ALL MEN ARE BROTHERS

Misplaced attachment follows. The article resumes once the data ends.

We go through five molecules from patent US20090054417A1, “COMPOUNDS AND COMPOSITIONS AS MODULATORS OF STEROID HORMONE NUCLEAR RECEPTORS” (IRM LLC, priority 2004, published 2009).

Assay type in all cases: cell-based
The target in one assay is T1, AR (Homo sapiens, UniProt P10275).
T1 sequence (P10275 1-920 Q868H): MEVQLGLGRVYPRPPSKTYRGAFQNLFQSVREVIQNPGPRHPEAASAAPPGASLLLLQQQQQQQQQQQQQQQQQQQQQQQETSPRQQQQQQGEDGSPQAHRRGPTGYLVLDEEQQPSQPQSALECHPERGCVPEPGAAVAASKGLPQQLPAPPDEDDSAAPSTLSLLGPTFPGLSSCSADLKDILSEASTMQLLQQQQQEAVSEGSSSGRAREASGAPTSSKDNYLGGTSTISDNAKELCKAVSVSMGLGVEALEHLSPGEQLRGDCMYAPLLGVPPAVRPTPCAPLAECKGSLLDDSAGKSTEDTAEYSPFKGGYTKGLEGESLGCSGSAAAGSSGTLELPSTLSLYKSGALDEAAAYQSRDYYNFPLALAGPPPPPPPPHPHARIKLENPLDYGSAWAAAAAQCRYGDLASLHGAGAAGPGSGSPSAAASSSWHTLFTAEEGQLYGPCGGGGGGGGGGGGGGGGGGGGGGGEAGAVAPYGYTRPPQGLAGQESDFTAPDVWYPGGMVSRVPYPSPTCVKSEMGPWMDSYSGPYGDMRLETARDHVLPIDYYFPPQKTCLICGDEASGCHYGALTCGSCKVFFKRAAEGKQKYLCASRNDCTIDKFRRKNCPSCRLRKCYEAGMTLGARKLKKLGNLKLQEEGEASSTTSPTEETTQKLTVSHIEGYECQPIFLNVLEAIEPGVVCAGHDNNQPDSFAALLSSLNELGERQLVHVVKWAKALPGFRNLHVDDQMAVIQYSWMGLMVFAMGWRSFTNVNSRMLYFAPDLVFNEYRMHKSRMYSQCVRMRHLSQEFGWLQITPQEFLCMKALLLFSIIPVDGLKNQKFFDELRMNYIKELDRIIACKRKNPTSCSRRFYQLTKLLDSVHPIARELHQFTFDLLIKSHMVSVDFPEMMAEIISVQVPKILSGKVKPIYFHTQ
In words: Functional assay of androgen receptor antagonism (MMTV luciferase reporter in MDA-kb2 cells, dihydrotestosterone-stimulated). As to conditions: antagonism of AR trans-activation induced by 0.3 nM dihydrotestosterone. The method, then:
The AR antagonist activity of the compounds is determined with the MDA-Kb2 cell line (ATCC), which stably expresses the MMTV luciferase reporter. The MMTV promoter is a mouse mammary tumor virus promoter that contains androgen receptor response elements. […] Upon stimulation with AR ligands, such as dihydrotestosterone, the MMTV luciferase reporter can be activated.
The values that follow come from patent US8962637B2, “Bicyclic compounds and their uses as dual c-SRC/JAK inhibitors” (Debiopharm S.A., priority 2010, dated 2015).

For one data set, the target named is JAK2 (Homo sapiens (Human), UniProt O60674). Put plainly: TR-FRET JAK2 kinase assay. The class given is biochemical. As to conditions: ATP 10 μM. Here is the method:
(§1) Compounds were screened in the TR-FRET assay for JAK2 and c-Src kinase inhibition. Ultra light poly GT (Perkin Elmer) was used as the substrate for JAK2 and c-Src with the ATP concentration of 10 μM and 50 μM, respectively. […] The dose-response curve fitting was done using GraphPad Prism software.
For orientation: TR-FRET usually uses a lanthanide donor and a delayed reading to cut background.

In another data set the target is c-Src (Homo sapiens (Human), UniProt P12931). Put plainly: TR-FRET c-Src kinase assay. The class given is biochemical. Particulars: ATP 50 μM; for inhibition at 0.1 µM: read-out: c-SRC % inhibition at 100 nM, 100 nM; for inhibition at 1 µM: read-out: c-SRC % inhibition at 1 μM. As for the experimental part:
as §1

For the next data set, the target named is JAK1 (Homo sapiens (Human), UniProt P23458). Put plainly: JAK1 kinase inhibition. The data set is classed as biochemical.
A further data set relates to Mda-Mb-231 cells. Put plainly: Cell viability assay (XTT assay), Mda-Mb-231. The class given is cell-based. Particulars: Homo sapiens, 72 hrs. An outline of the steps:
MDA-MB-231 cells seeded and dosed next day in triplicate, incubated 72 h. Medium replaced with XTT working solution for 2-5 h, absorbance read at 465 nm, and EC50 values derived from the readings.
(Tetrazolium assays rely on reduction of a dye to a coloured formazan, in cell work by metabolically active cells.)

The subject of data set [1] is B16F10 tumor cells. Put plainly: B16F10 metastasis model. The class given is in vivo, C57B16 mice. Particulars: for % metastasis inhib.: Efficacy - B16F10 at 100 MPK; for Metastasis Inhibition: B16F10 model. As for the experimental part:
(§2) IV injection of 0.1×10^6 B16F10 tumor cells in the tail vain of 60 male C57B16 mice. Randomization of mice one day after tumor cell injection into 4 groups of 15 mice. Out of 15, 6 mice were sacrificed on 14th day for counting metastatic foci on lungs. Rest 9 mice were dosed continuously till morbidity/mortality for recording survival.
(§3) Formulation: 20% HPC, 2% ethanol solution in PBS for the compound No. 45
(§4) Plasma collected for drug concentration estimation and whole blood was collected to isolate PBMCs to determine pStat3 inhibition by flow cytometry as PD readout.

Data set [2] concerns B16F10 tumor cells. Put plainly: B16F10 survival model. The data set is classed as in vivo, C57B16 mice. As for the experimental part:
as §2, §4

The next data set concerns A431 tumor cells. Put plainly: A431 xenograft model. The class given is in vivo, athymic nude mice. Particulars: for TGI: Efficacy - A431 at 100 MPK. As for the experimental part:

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AJLL MEN ARE BROTHERS LIFE AND THOUGHTS OF MAHATMA GANDHI 11 AS TOLD IN HIS OWN WORDS COMPILED AND EDITED BY KRISHNA KRIPALANI INTRODUCTION BY SARVEPALLI RADHAKRISHNAN CENTENNIAL REPRINT 1069-1969 UNESCO INTRODUCTION A great teacher appears once in a while. Several centuries mq pass by without the advent of such a one, That by which he is known is his life. He first lives and then tells others bow thy mq live likewise. Such a teacher was Gandhi. These Selections from his speeches and writings compiled with great care and discrimi- nation by Sri Krishna Kripalani willgive the reader some idea of the workings of Gandhi’s mind, the growth of his thoughts and the practical techniques which be adopted. Gandhi’s life was rooted in India’s religious tradition with its emphasis on a passionate search for truth, a profound reverence for life, the ideal of non- attachment and the readiness to sacrce all for the knowledge of God. He lived his whole life in the perpetual quest of truth: ‘I live and move and have my being in the pursuit of this goal.’ A life which has no roots, which is lacking in depth of background is a superficial one. There are some who assume that when we see what is right we will do it. It is not so. Even when we know what is right it does not follow that we will choose and do right. We are overborne bypower- ful impulses and do wrong and betray the light in us. ‘In our present state we are, according to the Hindu doctrine, 0.b par human; the lower part of us is still animal; only the conquest of our lower instincts by love can slay the animal in us.’ It is by a process of trial and error, self-search and austere discipline that tbe human being moves step by painjd step along the road to fulfilment. xiii G A N D H Z Gandhi’s religion was a rational and ethical one. He would not accept av belig which did not appeal to his reason or any igunction which did not commend to his conscience. If we believe in God, not mere4 with our intellect but with our whole being, we will love all mankind without any distinction of race or class, nation or religion. We will work for the unig of mankind. ‘All my actions have their rise in m? inalienable love of mankind.’ ‘I have known no distinction between relatives and strangers, countrymen and foreigners, white and coloured, Hindus and Indians of other faiths whether Mussulmans, Parsees, Christians orJewS. I may say that my heart has been incapable of making any such distinctions.’ ‘By a long process of prayerftil discipline I have ceased-for over forgyears to hate anybo4.’ All men are brothers and no human being should be a stranger to another. The welfare of all, samodaya, should be our aim. God is the common bond that unites all human beings. To break this bond even with our greatest enemy is to tear God himself to pieces. There is humanig even in the most wicked.1 This view leads natural4 to the adoption of non-violence as the best means for solving all problems, national and international. Gandhi afirmed that he was not a visionary but a practical idealist. Non-violence is meant not merely /or saints and sages but for the common people also. ‘Non-violence is the law of our species, as violence is the law of the brute. The spirit lies dormant in the brute and he knows no law but that ofpLysical might. The dignig of man requires obedience to a higher law-to the strength of the spirit.’ Gandhi was the first in human histov to extend the principle of non- violence from the individual to the social and political plane. He enteredpolitics for the purpose of experimenting with non-violence and establishing its validig. ‘Some friends have told me that truth and non-violence have no place in politics and world4 affairs. I do not agree. I have no use for them as a means of individual salvation. Their introduction and application in everydq lge has been mjl experiment all along.’ ‘For me, politics bereft of religion are absolute dirt, ever to be shunned. Politics concerns nations and that which concerns the I. See. Maha-bhzrata: aJZdhd caiua pururo labhaie iilam ebdii, xii.259 I I. G A N D H I weyare of nations must be one of the concerns of a man who is religious/3, inclined, in other words, a seeker after God and Truth. For me God and Truth are convertible terms, and if any one told me that God was a God of untruth or a God of torture I would decline to worship Him. Therefore, in politics also we have to establish the Kingdom of Heaven.’ In the struggle for India’s independence, he insisted that we should adopt civiliqed methods of non-violence and suffering. His stand for the freedom of India was not based on any hatred for Britain. We must hate the sin but not the sinner. ‘For me patriotism is the same as humanig. I am patriotic because I am human and humane. I will not hurt England or Germany to serve India.’ He believed that he rendered a service to the British in hebing them to do the right thing /y India. The result was not on4 the liberation of the Indianpeople but an increase in the moral resources of mankind. In the present nuclear context, if we wish to save the world, we should adopt the principles of non-violence. Gandhi said: ‘I did not moue a muscle, when I first heard that an atom bomb had wiped out Hiroshima. On the contraty I said to my self: “Unless now the world adopts non-violence, it will spell certain suicide for mankind”.’ In aryfrrture conflict we cannot be certain that neither side will deliberate4 use nuclear weapons. We have the power to destrcy in one blindingjash all that we have cargu14 built up across the centuries LJ our endeavour and sacrifice. By a campaign of propaganda we condition men’s minds for nuclear warfare. Provocative remarks fly about freeb. We use aggression even in words; harsh judgements, ill-will, anger, are all insidious forms of violence. In the present predicament when we are not able to a4ust ourselves to the new conditions which science has brought about, it is not ea9 to adopt the principles of non-violence, truth and zinderstanding. But on that ground we should not give z the effort. While the obstinacy of the political leaders puts fear into our hearts, the common sense and conscience of the peoples of the world give us hope. With the increased velocity of modern changes we do not know what the world will be a hundredyears hence. We cannot anticipate the filture currents of thought and feeling. But years niy go their wq, yet the great principles of xu G A N D H Z satya and ahimsi, truth and non-violence, are there to guide us. They are the silent stars keeping hob vigil above a tired and turbulent world. Like Gandhi we may be jrm in our conviction that the sun shines above the drifting clouds. We live in an age which is aware of its own defeat and moral coarsening, an age in which old certainties are breaking down, the familiar patterns are tilting and cracking. There is increasing intolerance and embitterment. The creative j’anie that kindled the great human socieg is languishing. The human mind in all its bafling strangeness and varieg produces contrary gpes, a Buddha or a Gandhi, a Nero or a Hitler. It is our pride that one of the greatest figures of history lived in our generation, walked with us, spoke to us, taught us the wq of civilixed living. He who wrongs no one fears no one. He has nothing to hide and so is fearless. He looks evevone in the face. His step is firm, his bo4 upright, and his words are direct and straight. Plato said long ago : ‘There alwqs are in the world a few inspired men whose acquaintance is beyondprice.’ New Delhi S. RADHAKRISHNAN 15 August 1958 CHAPTER I AUTOBIOGRAPHICAL It is not my purpose to attempt a real autobiography. I simply want to tell the story of my numerous experiments with truth, and as my life consists of nothing but those experiments, it is true that the story will take the shape of an autobiography. But I shall not mind, if every page of it speaks only of my experiments. I My experiments in the political field are now known, not only to India, but to a certain extent to the ‘civilized’ world. For me, they have not much the title of ‘Mahatma’ that they have won for me has, therefore, value; and even less. Often the title has deeply pained me; and there is not a moment I can recall when it may be said to have tickled me. But I should certainly like to narrate my experiments in the spiritual field which are known only to myself, and from which I have derived such power as I possess for working in the political field. If the experiments are really spiritual, then there can be no room for self-praise. They can only add to my humility. The more I reflect and look back on the past, the more vividly do I feel my limitations. 2 What I want to achieve-what I have been striving and pining to achieve these thirty years-is self-realization, to see God face to face, to attain Moksha. I live and move and have my being in pursuit of this goal. All that I do by way of speaking and writing, and all my ventures in the poli- tical field, are directed to this same end. But as I have all along believed that what is possible for one is possible for all, my experiments have not been G A N D H I conducted in the closet, but in the open; and I do not think that this fact detracts from their spiritual value. There are some things which are known only to oneself and one’s Maker. These are clearly incommunicable. The experiments I am about to relate are not such. But they are spiritual, or rather moral ; for the essence of religion is morality. j Far be it from me to claim any degree of perfection for these experiments. I claim for them nothing more than does a scientist who, though he con- his experiments with the utmost accuracy, forethought and minute- ducts ness, never claims any finality about his conclusions, but keeps an open mind regarding them. I have gone through deep self-introspection, searched myself through and through, and examined and analysed every psycholo- gical situation. Yet I am far from claiming any finality or infallibility about my conclusions. One claim I do indeed make and it is this. For me they appear to be absolutely correct, and seem for the time being to be final. For if they were not, I should base no action on them. But at every step I have carried out the process of acceptance or rejection and acted accord- ingly. 4 My life is one indivisible whole, and all my activities run into one another, and they all have their rise in my insatiable love of mankind. J The Gandhis belong to the BanB caste and seem to have been originally grocers. But for three generations, from my grandfather, they have been prime ministers in several Kathiawad States. . . . My grandfather must have been a man of principle. State intrigues compelled him to leave Porbandar, where he was Diwcin, and to seek refuge in Junagadh. There he saluted the Nwcib with the left hand. Someone, noticing the apparent discourtesy, asked for an explanation, which was given thus : ‘The right hand is already pledged to Porbandar.’ 6 My father was a lover of his clan, truthful, brave and generous, but short- tempered. To a certain extent he might have been even given to carnal pleasures. For he married for the fourth time when he was over forty. But he was incorruptible and had earned a name for strict impartiality in his family as well as outside. 7 4 G A N D H I The outstanding impression my mother has left on my memory is that of saintliness. She was deeply religious. She would not think of taking her meals without her daily prayers. . . . She would take the hardest vows and keep them without flinching. Illness was no excuse for relaxing them. 8 Of these parents I was born at Porbandar. . . . I passed my childhood in I recollect having been put to school. It was with some difficulty Porbandar. that I got through the multiplication tables. The fact that I recollect noth- ing more of those days than having learnt, in company with other boys, to call our teacher all kinds of names, would strongly suggest that my intellect must have been sluggish, and my memory raw. 9 I used to be very shy and avoided all company. My books and my lessons were my sole companions. To be at school at the stroke of the hour and to run back home as soon as the school closed-that was my daily habit. I literally ran back, because I could not bear to talk to anybody. I was even afraid lest anyone should poke fun at me. IO There is an incident which occurred at the examination during my first year at the high school and which is worth recording. Mr. Giles, the Educational Inspector, had come on a visit of inspection. He had set us five words to write as a spelling exercise. One of the words was ‘kettle’. I had mis-spelt it. The teacher tried to prompt me with the point of his boot, but I would not be prompted. It was beyond me to see that he wanted me to copy the spelling from my neighbour’s slate, for I had thought that the teacher was there to supervise us against copping. The result was that all the boys, except myself, were found to have spelt every word correctly. Only I had been stupid. The teacher tried later to bring this stupidity home to me, but without effect. I never could learn the art of ‘copying’. 11 It is my painful duty to have to record here my marriage at the age of thirteen. As I see the youngsters of the same age about me who are under my care, and think of my own marriage, I am inclined to pity myself and to congratulate them on having escaped my lot. I can see no moral argument in support of such a preposterously early marriage. 12 G A N D H Z I do not think it marriage meant to me anything more than the prospect of good clothes to wear, drum beating, marriage processions, rich dinners and a strange girl to play with. The carnal desire came later. 13 And oh that first night. Two innocent children all unwittingly hurled themselves into the ocean of life. My brother’s wife had thoroughly coached me about my behaviour on the first night. I do not know who had coached my wife. I have never asked her about it, nor am I inclined to do so now. The reader may be sure that we were too nervous to face each other. We were certainly too shy. How was I to talk to her, and what was I to say ? The coaching could not carry me far. But no coaching is really necessary in such matters. . . . We gradually began to know each other, and to speak freely together. We were the same age. But I took no time in assuming the authority of a husband. 14 I must say I was passionately fond of her. Even at school I used to think of her, and the thought of nightfall and our subsequent meeting was ever haunting me. Separation was unbearable. I used to keep her awake till late in the night with my idle talk. If with this devouring passion there had not been in me a burning attachment to duty, I should either have fallen a prey to disease and premature death, or have sunk into a burdensome existence. But the appointed tasks had to be gone through every morning, and lying to anyone was out of the question. It was this last thing that saved me from many a pitfall. IJ 1 had not any high regard for my ability. I used to be astonished whenever I won prizes and scholarships. But I very jealously guarded my character. The least little blemish drew tears from my eyes. When I merited, or seemed to the teacher to merit, a rebuke, it was unbearable for me. I remember having once received corporal punishment. I did not so much mind the punishment, as the fact that it was considered my desert. I wept piteously. 16 Amongst my few friends at the high school I had, at different times, two who might be called intimate. One of these friendships . . . I regard as a tragedy in my life. It lasted long. I formed it in the spirit of a reformer. 17 6 G A N D H Z I have seen since that I had calculated wrongly. A reformer cannot afford to have close intimacy with him whom he seeks to reform. True friendship is an identity of souls rarely to be found in this world. Only between like natures can friendship be altogether worthy and enduring. Friends react on one another. Hence in friendship there is very little scope for reform. I am of opinion that all exclusive intimacies are to be avoided; for man takes in vice far more readily than virtue. And he who would be friends with God must remain alone, or make the whole world his friend. I may be wrong, but my effort to cultivate an intimate friendship proved a failure. 18 This friend’s exploits cast a spell over me. He could run long distances and extraordinarily fast. He was an adept in high and long jumping. He could put up with any amount of corporal punishment. He would often display his exploits to me and, as one is always dazzled when he sees in others the qualities that he lacks himself, I was dazzled by this friend’s exploits. This was followed by a strong desire to be like him. I could hardly jump or run. Why should not I also be as strong as he ? 19 I was a coward. I used to be haunted by the fear of thieves, ghosts, and serpents. I did not dare to stir out of doors at night. Darkness was a terror me. It was almost impossible for me to sleep in the dark, as I would to imagine ghosts coming from one direction, thieves from another and serpents from a third. I could not therefore bear to sleep without a light in the room. 20 My friend knew all these weaknesses of mine. He would tell me that he could hold in his hand live serpents, could defy thieves and did not believe in ghosts. And all this was, of course, the result of eating meat. ZI All this had its due effect on me.. . . It began to grow on me that meat- eating was good, that it would make me strong and daring, and that, if the whole country took to meat-eating, the English could be overcome. 22 Whenever I had occasion to indulge in these surreptitious feasts, dinner at home was out of the question. My mother would naturally ask me to come 7 G A N D H I and take my food and want to know the reason why I did not wish to eat. I would say to her ‘I have no appetite today; there is something wrong with my digestion’. It was not without compunction that I devised these pretexts. I knew I was lying, and lying to my mother. I also knew that if my mother and father came to know of my having become a meat-eater, they would be deeply shocked. This knowledge was gnawing at my heart. Therefore I said to myself: Though it is essential to eat meat, and also essential to take up food ‘reform’ in the country, yet deceiving and lying to one’s father and mother is worse than not eating meat. In their lifetime, therefore, meat-eating must be out of the question. When they are no more and I have found my freedom, I will eat meat openly, but until that moment arrives I will abstain from it. This decision I communicated to my friend, and I have never since gone back to meat. 23 My friend once took me to a brothel. He sent me in with the necessary instructions. It was all pre-arranged. The bill had already been paid. I went into the jaws of sin, but God in His infinite mercy protected me against myself. I was almost struck blind and dumb in this den of vice. I sat near the woman on her bed, but I was tongue-tied. She naturally lost patience with me, and showed me the door, with abuses and insults. I then felt as though my manhood had been injured, and wished to sink into the ground for shame. But I have ever since given thanks to God for having saved me. I can recall four more similar incidents in my life, and in most of them my good fortune, rather than any effort on my part, saved me. From a strictly ethical point of view, all these occasions must be regarded as moral lapses; for the carnal desire was there, and it was as good as the act. But from the ordinary point of view, a man who is saved from physically committing sin is regarded as saved. And I was saved only in that sense. 24 As we know that a man often succumbs to temptation, however much he may resist it, we also know that Providence often intercedes and saves him in spite of himself. How all this happens-how far a man is free and how far a creature of circumstances-how far free-will comes into play and where fate enters on the scene-all this is a mystery and will remain a mystery. ZJ 8 G A N D H I One of the reasons of my differences with my wife was undoubtedly the company of this friend. I was both a devoted and a jealous husband, and this friend fanned the flame of my suspicions about my wife. I never could doubt his veracity. And I have never forgiven myself the violence of which I have been guilty in often having pained my wife by acting on his informa- Perhaps only a Hindu wife could tolerate these hardships, and that is tion. why I have regarded woman as an incarnation of tolerance. 26 The canker of suspicion was rooted out only when I understood ahiysz in all its bearings. I saw then the glory of brahmachar_ya and realized that the wife is not the husband’s bondslave, but his companion and his helpmate, and an equal partner in all his joys and sorrows-as free as the husband to choose her own path. Whenever I think of those dark days of doubts and suspicions, I am filled with loathing of my folly and my lustful cruelty, and I deplore my blind devotion to my friend. 27 From my sixth or seventh year up to my sixteenth I was at school, being taught all sorts of things except religion. I may say that I failed to get from the teachers what they could have given me without any effort on their part. And yet I kept on picking up things here and there from my surround- ings. The term ‘religion’ I am using in its broadest sense, meaning thereby self-realization or knowledge of self. 28 But one thing took deep root in me-the conviction that morality is the basis of things, and that truth is the substance of all morality. Truth became my sole objective. It began to grow in magnitude every day, and my definition of it also has been ever widening. 29 I regard untouchability as the greatest blot on Hinduism. This idea was not brought home to me by my bitter experiences during the South African struggle. It is not due to the fact that I was once an agnostic. It is equally wrong to think that I have taken my views from my study of Christian religious literature. These views date as far back as the time when I was neither enamoured of, nor was acquainted with, the Bible or the followers of the Bible. I was hardly yet twelve when this idea had dawned on me. A scavenger 9 G A N D H Z named Uka, an untouchable, used to attend our house for cleaning latrines. I would ask my mother why it was wrong to touch him, why I was Often forbidden to touch him. If I accidentally touched Uka, I was asked to perform the ablutions, and though I naturally obeyed, it was not without smilingly protesting that untouchability was not sanctioned by religion, that it was impossible that it should be so. I was a very dutiful and obedient child and so far as it was consistent with respect for parents, I often had tussles with them on this matter. I told my mother that she was entirely wrong in considering physical contact with Uka as sinful. jo I passed the matriculation examination in 1887. jr My elders wanted me to pursue my studies at college after the matriculation. There was a college in Bhavnagar as well as in Bombay, and as the former was cheaper, I decided to go there and join the Samaldas College. I went, but found myself entirely at sea. Everything was difficult. I could not follow, let alone taking interest in, the professors’ lectures. It was no fault of theirs. The professors in that college were regarded as first-rate. But I was so raw. At the end of the first term, I returned home. jz A shrewd and learned Brahmin, an old friend and adviser of the family. . . happened to visit us during my vacation. In conversation with my mother and elder brother, he inquired about my studies. Learning that I was at Samaldas College, he said: ‘The times are changed. . . . I would far rather that you sent him to England. My son Kevalram says it is very easy to become a barrister. In three years’ time he will return. Also expenses will not exceed four to five thousand rupees. Think of that barrister who has just come back from England. How stylishly he lives He could get the diwan- ship for the asking. I would strongly advise you to send Mohandas to England this very year.’ j? My mother was sorely perplexed. . . . Someone had told her that young men got lost in England. Someone else had said that they took to meat; and yet another that they could not live there without liquor. ‘How about all this ?’ she asked me. I said : ‘Will you not trust me ? I shall not lie to you. I swear that I shall not touch any of those things. If there were any such IO G A N D H I danger, would Joshiji let me go ?’ . . . I vowed not to touch wine, woman and meat. This done, my mother gave her permission. 34 Before the intention of coming to London for the sake of study was actually formed, I had a secret design in my mind of coming here to satisfy my curiosity of knowing what London was. 31 At the age of eighteen I went to England. . . . Everything was strange- the people, their ways, and even their dwellings. I was a complete novice in the matter of English etiquette and continually had to be on my guard. There was the additional inconvenience of the vegetarian vow. Even the dishes that I could eat were tasteless and insipid. I thus found myself between Scylla and Charybdis. England I could not bear, but to return to India was not to be thought of. Now that I had come, I must finish the three years, said the inner voice. 36 The landlady was at a loss to know what to prepare for me. . . . The friend’ continually reasoned with me to eat meat, but I always pleaded my vow and then remained silent. . . . One day the friend began to read to me Bentham’s Theoy of Utility. I was at my wits’ end. The language was too difficult for me to understand. He began to expound it. I said: ‘Pray excuse me. These abstruse things are beyond me. I admit it is necessary to eat meat. But I cannot break my vow. I cannot argue about it.’ 37 I would trot ten or twelve miles each day, go into a cheap restaurant and eat my fill of bread, but would never be satisfied. During these wanderings I once hit on a vegetarian restaurant in Farringdon Street. The sight of it filled me with the same joy that a child feels on getting a thing after its own heart. Before I entered I noticed books for sale exhibited under a glass window near the door. I saw among them Salt’s Plea for Vegetarianirm. This I purchased for a shilling and went straight to the dining room. This was my first hearty meal since my arrival in England. God had come to my aid. I read Salt’s book from cover to cover and was very much impressed I. A gentleman with whom he stayed in Richmond for a month. G A N D H I by it. From the date of reading this book, I may claim to have become a vegetarian by choice. I blessed the day on which I had taken the vow before my mother. I had all along abstained from meat in the interests of truth and of the vow I had taken, but had wished at the same time that every Indian should be a meat-eater, and had looked forward to being one myself freely and openly some day, and to enlisting others in the cause. The choice was now made in favour of vegetarianism, the spread of which henceforth became my mission. 38 A convert’s enthusiasm for his new religion is greater than that of a person who is born in it. Vegetarianism was then a new cult in England, and like- wise for me, because, as we have seen, I had gone there a convinced meat- eater, and was intellectually converted to vegetarianism later. Full of the neophyte’s zeal for vegetarianism, I decided to start a vegetarian club in my locality, Bayswater. I invited Sir Edwin Arnold, who lived there, to be vice-president. Dr. Oldfield who was editor of The Vegetarian became pre- sident. I myself became the secretary. 39 1 was elected to the Executive Committee of the Vegetarian Society, and made it a point to attend every one of its meetings, but I always felt tongue- tied. . . . Not that I never felt tempted to speak. But I was at a loss to know how to express myself. . . . This shyness I retained throughout my stay in England. Even when I paid a social call the presence of half a dozen or more people would strike me dumb. 40 I must say that, beyond occasionally exposing me to laughter, my consti- tutional shyness has been no disadvantage whatever. In fact I can see that, on the contrary, it has been all to my advantage. My hesitancy in speech, which was once an annoyance, is now a pleasure. Its greatest benefit has been that it has taught me the economy of words. 41 There was a great exhibition at Paris in I 890. I had read about its elaborate preparation, and I also had a keen desire to see Paris. So I thought I had better combine two things in one and go there at this juncture. A particular attraction of the exhibition was the Eiffel Tower, constructed entirely of iron, and nearly 1,000 feet high. There were of course many other I2 G A N D H r things of interest, but the tower was the chief one, inasmuch as it had been supposed till then that a structure of that height could not safely stand. 42. I remember nothing of the exhibition excepting its magnitude and variety. I have fair recollection of the Eiffel Tower as I ascended it twice or thrice. There was a restaurant on the first platform, and just for the satisfaction of being able to say that I had had my lunch at a great height, 1 threw away seven shillings on it. The ancient churches of Paris are still in my memory. Their grandeur and their peacefulness are unforgettable. The wonderful construction of Dame and the elaborate decoration of the interior with its beautiful Notre sculptures cannot be forgotten. I felt then that those who expended mil- lions on such divine cathedrals could not but have the love of God in their hearts. 43 I must say a word about the Eiffel Tower. I do not know what purpose it serves today. But I then heard it greatly disparaged as well as praised. I remember that Tolstoy was the chief among those who disparaged it. He said that the Eiffel Tower was a monument of man's folly, not of his wisdom. Tobacco, he argued, was the worst of ail intoxicants, inasmuch as a man addicted to it was tempted to commit crimes which a drunkard never dared to do ; liquor made a man mad, but tobacco clouded his intellect and made him build castles in the air. The Eiffel Tower was one of the creations of a man under such influence. There is no art about the Eiffel Tower. In no way can it be said to have contributed to the real beauty of the exhibi- tion. Men flocked to see it and ascended it as it was a novelty and of unique dimensions. It was the toy of the exhibition. So long as we are children we are attracted by toys, and the tower was a good demonstration of the fact that we are all children attracted by trinkets. That may be claimed to be the purpose served by the Eiffel Tower. 44 I passed my examinations, was called to the Bar on the tenth of June 1891, and enrolled in the High Court on the eleventh. On the twelth I sailed for home. 4j G A N D H Z My elder brother had built high hopes on me. The desire for wealth and name and fame was great in him. He had a big heart, generous to a fault. This, combined with his simple nature, had attracted to him many friends, and through them he expected to get me briefs. He had also assumed that I should have a swinging practice and had, in that expectation, allowed the household expenses to become top-heavy. He had also left no stone unturned in preparing the field for my practice. 46 But it was impossible for me to get along in Bombay for more than four or five months, there being no income to square with the ever-increasing expenditure. This was how I began life. I found the barrister’s profession a bad job- much show and little knowledge. I felt a crushing sense of my responsibil- ity. 47 Disappointed, I left Bombay and went to Rajkot where I set up my own office. Here I got along moderately well. Drafting applications and memo- rials brought me in on an average Rs.300 a month. 48 In the meantime a Meman firm from Porbandar wrote to my brother making the following offer: ‘We have business in South Africa. Ours is a big firm, and we have a big case there in the Court, our claim being E40,000. It has been going on for a long time. We have engaged the services of the best va&h and barristers. If you sent your brother there, he would be useful to us and also to himself. He would be able to instruct our counsel better than ourseIves. And he would have the advantage of seeing a new part of the world, and of making new acquaintances.’ 49 This was hardly going there as a barrister. It was going as a servant of the firm. But I wanted somehow to leave India. There was also the tempting oppor- tunity of seeing a new country, and of having new experience. Also I could send LIO to my brother and help in the expenses of the household. I closed with the offer without any higgling, and got ready to go to South Africa. JO When starting for South Africa I did not feel the wrench of separation which I had experienced when leaving for England. My mother was now ‘4 G A N D H I no more. I had gained some knowledge of the world and of travel abroad, and going from Rajkot to Bombay was no unusual affair. This time I only felt the pang of parting with my wife. Another baby had been born to us since my return from England. Our love could not yet be called free from lust, but it was getting gradually purer. Since my return from Europe, we had lived very little together ; and as I had now become her teacher, however indifferent, and helped her to make certain reforms we both felt the necessity of being more together, if only to continue the reforms. But the attraction of South Africa rendered the separation bearable. JZ The port of Natal is Durban also known as Port Natal. Abdulla Sheth was there to receive me. As the ship arrived at the quay and I watched the people coming on board to meet their friends, I observed that the Indians were not held in much respect. I could not fail to notice a sort of snobbishness about the manner in which those who knew Abdulla Sheth behaved towards him, and it stung me. Abdulla Sheth had got used to it. Those who looked at me did so with a certain amount of curiosity. My dress marked me out from other Indians. I had a frockcoat and a turban. jr On the second or third day of my arrival, he took me to see the Durban court. There he introduced me to several people and seated me next to his attorney. The magistrate kept staring at me and finally asked me to take off my turban. This I refused to do and left the court. j3 On the seventh or eighth day after my arrival, I left Durban (for Pretoria). A first class seat was booked for me. . . . The train reached Maritzburg, the capital of Natal, at about 9 p.m. Beddings used to be provided at this sta- tion. A railway servant came and asked me if I wanted one. ‘No,’ said I, ‘I have one with me.’ He went away. But a passenger came next, and looked me up and down. He saw that I was a ‘coloured’ man. This disturbed him. Out he went and came in again with one or two officials. They all kept quiet, when another official came to me and said, ‘Come along, you must go to the van compartment’. ‘But I have a first class ticket’, said I. ‘That doesn’t matter,’ rejoined the other. ‘I tell you, you must go to the van compartment.’ G A N D H I ‘I tell you, I was permitted to travel in this compartment at Durban, and I insist on going on in it.’ ‘No, you won’t,’ said the official. ‘You must leave this compartment, or else I shall have to call a police constable to push you out.’ may. I refuse to get out voluntarily.’ ‘Yes, you The constable came. He took me by the hand and pushed me out. My luggage was also taken out. I refused to go to the other compartment and the train steamed away. I went and sat in the waiting room, keeping my hand-bag with me, and leaving the other luggage where it was. The railway had taken charge of it. authorities It was winter, and winter in the higher regions of South Africa is severely cold. Maritzburg being at a high altitude, the cold was extremely bitter. My overcoat was in my luggage, but I did not dare to ask for it lest I should be insulted again, so I sat and shivered. There was no light in the room. A passenger came in at about midnight and possibly wanted to talk to me. But 1 was in no mood to talk. I began to think of my duty. Should I fight for my rights or go back to India, or should I go on to Pretoria without minding the insults, and return to India after finishing the case ? It would be cowardice to run back to India without fulfilling my obligation. The hardship to which I was subjected was superficial-only a symptom of the deep disease of colour prejudice. I should try, if possible, to root out the disease and suffer hard- ships in the process. Redress for wrongs I should seek only to the extent that would be necessary for the removal of the colour prejudce. So I decided to take the next available train to Pretoria. j4 My first step was to call a meeting of all the Indians in Pretoria and to present to them a picture of their condition in the Transvaal. jj My speech at this meeting may be said to have been the first public speech in my life. I went fairly prepared with my subject, which was about observ- ing truthfulness in business. I had always heard the merchants say that truth was not possible in business. I did not think so then, nor do I now. Even today there are merchant friends who contend that truth is inconsis- tent with business. Business, they say, is a very practical affair, and truth a matter of religion; and they argue that practical affairs are one thing, while